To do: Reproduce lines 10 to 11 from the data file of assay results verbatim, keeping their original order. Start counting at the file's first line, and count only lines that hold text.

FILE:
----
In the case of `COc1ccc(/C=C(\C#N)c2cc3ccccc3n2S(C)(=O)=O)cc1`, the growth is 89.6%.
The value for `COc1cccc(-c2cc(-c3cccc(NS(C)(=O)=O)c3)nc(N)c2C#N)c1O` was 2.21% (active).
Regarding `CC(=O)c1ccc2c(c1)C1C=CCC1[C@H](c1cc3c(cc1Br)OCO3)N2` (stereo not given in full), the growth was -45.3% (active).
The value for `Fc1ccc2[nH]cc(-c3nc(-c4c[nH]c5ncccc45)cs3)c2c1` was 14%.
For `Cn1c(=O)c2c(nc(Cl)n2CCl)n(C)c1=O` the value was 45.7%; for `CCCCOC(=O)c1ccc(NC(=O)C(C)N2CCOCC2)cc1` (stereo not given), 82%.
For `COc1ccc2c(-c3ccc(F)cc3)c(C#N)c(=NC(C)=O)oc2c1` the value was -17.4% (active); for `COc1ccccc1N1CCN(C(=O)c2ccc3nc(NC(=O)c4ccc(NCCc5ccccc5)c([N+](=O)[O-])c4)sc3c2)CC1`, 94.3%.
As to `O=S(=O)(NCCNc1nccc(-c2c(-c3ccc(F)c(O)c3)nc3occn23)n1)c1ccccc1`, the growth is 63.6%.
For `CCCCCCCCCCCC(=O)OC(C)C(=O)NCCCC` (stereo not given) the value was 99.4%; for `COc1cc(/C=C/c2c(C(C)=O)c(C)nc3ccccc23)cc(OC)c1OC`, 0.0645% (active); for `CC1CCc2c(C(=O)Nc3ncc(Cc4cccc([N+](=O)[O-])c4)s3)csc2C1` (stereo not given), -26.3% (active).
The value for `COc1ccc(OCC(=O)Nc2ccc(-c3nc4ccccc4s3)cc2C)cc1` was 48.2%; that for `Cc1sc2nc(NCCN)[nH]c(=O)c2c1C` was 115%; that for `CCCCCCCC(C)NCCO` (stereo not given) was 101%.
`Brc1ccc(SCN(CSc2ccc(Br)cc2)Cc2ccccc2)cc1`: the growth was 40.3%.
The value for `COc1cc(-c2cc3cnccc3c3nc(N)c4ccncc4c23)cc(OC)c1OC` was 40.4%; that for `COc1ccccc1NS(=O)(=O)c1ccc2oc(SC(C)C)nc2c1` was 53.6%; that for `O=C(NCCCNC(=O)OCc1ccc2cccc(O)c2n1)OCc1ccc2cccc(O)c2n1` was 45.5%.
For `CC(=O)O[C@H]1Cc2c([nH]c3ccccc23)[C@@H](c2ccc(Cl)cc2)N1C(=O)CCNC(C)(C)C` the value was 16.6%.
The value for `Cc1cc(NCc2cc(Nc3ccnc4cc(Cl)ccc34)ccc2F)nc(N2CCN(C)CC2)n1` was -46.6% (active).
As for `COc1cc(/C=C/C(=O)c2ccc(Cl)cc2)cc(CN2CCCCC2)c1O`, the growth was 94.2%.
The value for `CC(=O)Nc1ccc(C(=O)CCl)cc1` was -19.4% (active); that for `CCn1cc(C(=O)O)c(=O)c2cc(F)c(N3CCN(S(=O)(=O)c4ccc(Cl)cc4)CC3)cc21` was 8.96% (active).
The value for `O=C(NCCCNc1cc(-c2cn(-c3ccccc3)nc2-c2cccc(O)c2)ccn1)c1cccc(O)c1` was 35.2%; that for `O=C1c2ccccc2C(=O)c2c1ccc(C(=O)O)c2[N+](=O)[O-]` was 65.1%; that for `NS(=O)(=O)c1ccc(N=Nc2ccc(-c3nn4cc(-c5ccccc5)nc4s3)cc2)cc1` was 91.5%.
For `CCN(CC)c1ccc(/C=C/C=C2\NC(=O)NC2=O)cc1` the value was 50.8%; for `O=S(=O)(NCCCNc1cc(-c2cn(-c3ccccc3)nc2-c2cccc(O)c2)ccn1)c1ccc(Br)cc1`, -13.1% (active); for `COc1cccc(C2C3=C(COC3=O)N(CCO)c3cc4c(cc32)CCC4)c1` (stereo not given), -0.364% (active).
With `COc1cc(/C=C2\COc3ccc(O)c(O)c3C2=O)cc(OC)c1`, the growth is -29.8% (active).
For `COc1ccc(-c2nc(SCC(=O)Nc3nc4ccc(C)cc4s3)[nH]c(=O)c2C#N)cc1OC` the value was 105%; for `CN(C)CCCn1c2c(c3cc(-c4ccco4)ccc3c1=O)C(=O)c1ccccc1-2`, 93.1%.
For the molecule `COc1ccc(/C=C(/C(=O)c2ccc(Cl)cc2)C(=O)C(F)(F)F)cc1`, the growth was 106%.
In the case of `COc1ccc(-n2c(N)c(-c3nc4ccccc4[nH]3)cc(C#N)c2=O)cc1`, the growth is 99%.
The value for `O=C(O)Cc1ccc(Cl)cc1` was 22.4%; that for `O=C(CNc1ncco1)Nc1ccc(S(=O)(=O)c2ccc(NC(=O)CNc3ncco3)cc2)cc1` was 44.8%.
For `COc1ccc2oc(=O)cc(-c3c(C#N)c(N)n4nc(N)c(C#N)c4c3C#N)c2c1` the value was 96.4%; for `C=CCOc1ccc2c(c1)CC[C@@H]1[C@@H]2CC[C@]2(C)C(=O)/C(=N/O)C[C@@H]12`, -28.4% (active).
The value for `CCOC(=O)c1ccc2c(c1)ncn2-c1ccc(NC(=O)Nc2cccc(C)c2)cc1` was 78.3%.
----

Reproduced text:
`Brc1ccc(SCN(CSc2ccc(Br)cc2)Cc2ccccc2)cc1`: the growth was 40.3%.
The value for `COc1cc(-c2cc3cnccc3c3nc(N)c4ccncc4c23)cc(OC)c1OC` was 40.4%; that for `COc1ccccc1NS(=O)(=O)c1ccc2oc(SC(C)C)nc2c1` was 53.6%; that for `O=C(NCCCNC(=O)OCc1ccc2cccc(O)c2n1)OCc1ccc2cccc(O)c2n1` was 45.5%.